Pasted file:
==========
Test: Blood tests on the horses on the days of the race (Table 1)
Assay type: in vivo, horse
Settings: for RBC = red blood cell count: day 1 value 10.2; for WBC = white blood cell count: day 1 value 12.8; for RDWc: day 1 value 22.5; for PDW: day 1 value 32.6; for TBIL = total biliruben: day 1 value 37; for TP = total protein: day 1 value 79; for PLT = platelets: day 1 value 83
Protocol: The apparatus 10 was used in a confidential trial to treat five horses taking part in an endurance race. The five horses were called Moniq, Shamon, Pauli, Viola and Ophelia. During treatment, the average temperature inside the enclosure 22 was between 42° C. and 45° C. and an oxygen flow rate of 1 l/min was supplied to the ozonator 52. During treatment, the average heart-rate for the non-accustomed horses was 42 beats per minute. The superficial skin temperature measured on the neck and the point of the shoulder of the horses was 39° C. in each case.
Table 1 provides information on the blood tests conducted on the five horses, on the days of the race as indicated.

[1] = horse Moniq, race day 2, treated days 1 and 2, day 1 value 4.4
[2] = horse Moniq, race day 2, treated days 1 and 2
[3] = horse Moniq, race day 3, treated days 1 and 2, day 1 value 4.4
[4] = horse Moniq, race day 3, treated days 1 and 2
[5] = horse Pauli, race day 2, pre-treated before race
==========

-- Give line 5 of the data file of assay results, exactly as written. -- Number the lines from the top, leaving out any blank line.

Table 1 provides information on the blood tests conducted on the five horses, on the days of the race as indicated.